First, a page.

Incidence of thyrotoxicosis post RAI is known but is very rare and has been reported to be 0.4% . However, AF with stroke after RAI therapy outside the thyroid storm has not been reported to the best of our knowledge. Severe exacerbation of thyrotoxic symptoms or thyroid storm post RAI is due to injury to thyroid cells caused by I-131, releasing increased amount of stored thyroid hormones into the circulation . Lee et al.,  had hypothesized an immunological exacerbation as a possible cause of persistent and severe hyperthyroidism after RAI therapy in GD. High level of TSH-receptor antibodies at diagnosis can be associated with a post therapy flare up of thyrotoxicosis . Patients with GD who are at increased risk of complications due to worsening of hyperthyroidism include those who are extremely symptomatic, have thyroid hormone level 2-3 times the upper limit of normal, the elderly, and those with substantial comorbidities especially cardiovascular disease . Such patients should be treated with either beta-adrenergic blocker and / or ATM prior to RAI therapy . However, the frequency of short-term worsening of hyperthyroidism following RAI treatment in patients who have received pretreatment with ATM is not known. The comorbidities which increases the risk of cardiovascular complications includes underlying AF, heart failure, pulmonary hypertension, renal failure, infection, trauma, poorly controlled diabetes mellitus, cerebrovascular or pulmonary disease . Medical therapy for these comorbid conditions should be optimized prior to administering RAI treatment . In addition, beta-adrenergic blocking drugs should be used judiciously in such high risk patients in preparation for RAI therapy . If given as pretreatment, ATM should be discontinued 3-5 days before the RAI therapy, restarted 3-7 days later, and generally tapered over 4-6 weeks as thyroid function normalizes. Patients also should be made aware of these rare but potentially detrimental side effects and should have close follow up by endocrinologists .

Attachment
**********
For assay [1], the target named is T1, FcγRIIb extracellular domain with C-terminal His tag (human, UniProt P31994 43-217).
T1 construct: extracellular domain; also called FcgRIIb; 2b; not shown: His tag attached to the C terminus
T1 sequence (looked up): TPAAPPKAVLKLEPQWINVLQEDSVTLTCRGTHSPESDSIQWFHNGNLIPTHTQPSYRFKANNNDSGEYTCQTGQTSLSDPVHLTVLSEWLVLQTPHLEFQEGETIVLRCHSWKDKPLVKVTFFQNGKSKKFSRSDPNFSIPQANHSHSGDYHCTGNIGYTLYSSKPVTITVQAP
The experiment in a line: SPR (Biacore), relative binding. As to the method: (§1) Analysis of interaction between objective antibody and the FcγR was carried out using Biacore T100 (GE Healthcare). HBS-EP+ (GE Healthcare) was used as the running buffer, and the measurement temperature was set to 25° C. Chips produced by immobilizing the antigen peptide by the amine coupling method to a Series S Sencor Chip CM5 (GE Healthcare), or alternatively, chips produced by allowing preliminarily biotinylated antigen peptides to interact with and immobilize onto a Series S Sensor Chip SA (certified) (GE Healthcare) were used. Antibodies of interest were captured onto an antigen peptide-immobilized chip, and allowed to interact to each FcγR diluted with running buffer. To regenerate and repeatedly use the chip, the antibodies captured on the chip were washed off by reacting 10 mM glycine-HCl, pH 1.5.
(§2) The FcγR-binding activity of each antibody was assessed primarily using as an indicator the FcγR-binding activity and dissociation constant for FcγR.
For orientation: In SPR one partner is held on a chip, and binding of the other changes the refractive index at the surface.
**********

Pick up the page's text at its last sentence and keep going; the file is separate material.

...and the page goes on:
Thyrotoxicosis exacerbation with complications like AF and stroke post RAI in hyperthyroid patients are rare but can be life threatening. Pretreatment evaluation for risk factors and appropriate use of ATM, beta adrenergic blockers and close follow up can help to reduce occurrence of these events. Awareness among physicians in the community regarding this is vital.